Posted by: Loren Coleman on August 20th, 2012
Harry and the Hendersons is an American comedy film about Bigfoot, directed and produced by William Dear, set in the Seattle area. It was released on June 5, 1987.
Figuring out the background inspirations for various elements of the film have been of interest to many of us for years.
Let’s look at a few of these.
Don Ameche plays a character in charge of the North American Museum of Anthropology, “Dr. Wallace Wrightwood.” The use of “Wallace” in the character’s name may have been a nod to the real-life Ray Wallace. Credit for the movie’s museum has been given to Cliff Crook, who ran a museum of his own, and reported the movie folks used some of his materials as props in the Hollywood film. The Don Ameche character is generally said to have been crafted as a combination of John Green and Dr. Grover Krantz. A few scenes in the movie use Green’s first large format booklets for visuals on the museum’s tables.
The character of the possessed, driven French Canadian Sasquatch hunter is “Jacques LaFleur,” played by David Suchet. The famed actor is best known for playing the detective “Hercule Poirot” in the long-running British TV dramatic series Agatha Christie’s Poirot. It is generally agreed within the Bigfoot research community that the “LaFleur” character was, in general, based on René Dahinden, who was born in Switzerland, and moved to Canada when he was 23, dying there when he was 70.
The Academy Award for Best Makeup was won by Rick Baker for his creature creation, Harry. But was there any specific visual inspiration for Harry? It seemed hard to peg. After all, Bigfoot/Sasquatch don’t have facial hair like the beard and whiskers seen in Harry in the film. Where did these come from?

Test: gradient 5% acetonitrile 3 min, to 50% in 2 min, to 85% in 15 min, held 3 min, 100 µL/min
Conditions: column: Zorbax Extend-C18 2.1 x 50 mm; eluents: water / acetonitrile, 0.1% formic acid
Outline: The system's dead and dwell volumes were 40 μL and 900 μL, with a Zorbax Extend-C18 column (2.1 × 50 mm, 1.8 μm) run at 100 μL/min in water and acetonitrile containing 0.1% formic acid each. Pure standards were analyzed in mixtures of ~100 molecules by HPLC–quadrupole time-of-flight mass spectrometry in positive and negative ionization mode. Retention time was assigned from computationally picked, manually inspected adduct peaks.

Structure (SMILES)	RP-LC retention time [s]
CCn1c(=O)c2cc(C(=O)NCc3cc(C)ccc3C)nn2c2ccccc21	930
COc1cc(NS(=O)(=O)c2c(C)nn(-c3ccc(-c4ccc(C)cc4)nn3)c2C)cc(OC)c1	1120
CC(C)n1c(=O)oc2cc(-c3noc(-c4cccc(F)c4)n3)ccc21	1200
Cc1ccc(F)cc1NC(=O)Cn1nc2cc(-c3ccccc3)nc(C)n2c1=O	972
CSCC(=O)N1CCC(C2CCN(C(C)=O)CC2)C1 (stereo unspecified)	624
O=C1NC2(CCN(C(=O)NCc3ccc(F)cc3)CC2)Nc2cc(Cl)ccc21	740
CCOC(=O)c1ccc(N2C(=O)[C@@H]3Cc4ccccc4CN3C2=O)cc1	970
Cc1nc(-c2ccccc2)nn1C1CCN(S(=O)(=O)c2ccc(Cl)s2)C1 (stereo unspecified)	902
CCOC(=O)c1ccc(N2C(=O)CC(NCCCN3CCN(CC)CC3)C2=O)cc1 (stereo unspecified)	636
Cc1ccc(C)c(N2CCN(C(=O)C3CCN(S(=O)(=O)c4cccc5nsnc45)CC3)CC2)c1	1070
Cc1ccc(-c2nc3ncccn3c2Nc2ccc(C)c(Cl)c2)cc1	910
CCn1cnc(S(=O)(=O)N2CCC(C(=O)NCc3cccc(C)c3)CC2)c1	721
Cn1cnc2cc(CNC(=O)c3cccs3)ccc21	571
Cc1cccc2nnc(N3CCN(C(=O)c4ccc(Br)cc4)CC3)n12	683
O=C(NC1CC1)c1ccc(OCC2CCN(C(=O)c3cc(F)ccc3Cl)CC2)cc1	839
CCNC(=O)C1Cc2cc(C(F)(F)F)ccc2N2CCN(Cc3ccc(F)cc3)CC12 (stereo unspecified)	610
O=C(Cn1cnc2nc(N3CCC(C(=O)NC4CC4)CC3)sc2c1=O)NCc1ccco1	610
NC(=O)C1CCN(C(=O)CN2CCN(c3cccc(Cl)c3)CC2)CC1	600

I think I may have discovered an answer to my questions about Harry’s true origin.
Recently, Dear and Baker were together in Los Angeles for a signing of a new 25th anniversary poster of Harry and the Hendersons. I began to notice a certain familiarity to the appearance of the poster, and, indeed, to the appearance of Harry, actually.
Then it hit me. This is a copycat of the American Museum of Natural History photograph of an orangutan that was published in Ivan T. Sanderson’s Monkey Kingdom (1957).
It is often said that ears are like fingerprints, the exact shape of no two are alike. And yet a close examination of this poster’s “Harry” and his ears, teeth, head position, facial hair, and more compares quite favorably with the orangutan found in Sanderson’s book.
“Harry” in Harry and the Hendersons was then given, purposedly, several poses of its head that mirror this orangutan’s photograph.
Dr. Wallace Wrightwood: Well, Jacques-o, what’s next for you?
Jacques LaFleur: I don’t know. There’s always Loch Ness.
Loren Coleman is one of the world’s leading cryptozoologists, some say “the” leading living cryptozoologist. Certainly, he is acknowledged as the current living American researcher and writer who has most popularized cryptozoology in the late 20th and early 21st centuries. Starting his fieldwork and investigations in 1960, after traveling and trekking extensively in pursuit of cryptozoological mysteries, Coleman began writing to share his experiences in 1969. An honorary member of Ivan T. Sanderson’s Society for the Investigation of the Unexplained in the 1970s, Coleman has been bestowed with similar honorary memberships of the North Idaho College Cryptozoology Club in 1983, and in subsequent years, that of the British Columbia Scientific Cryptozoology Club, CryptoSafari International, and other international organizations. He was also a Life Member and Benefactor of the International Society of Cryptozoology (now-defunct). Loren Coleman’s daily blog, as a member of the Cryptomundo Team, served as an ongoing avenue of communication for the ever-growing body of cryptozoo news from 2005 through 2013. He returned as an infrequent contributor beginning Halloween week of 2015. Coleman is the founder in 2003, and current director of the International Cryptozoology Museum in Portland, Maine.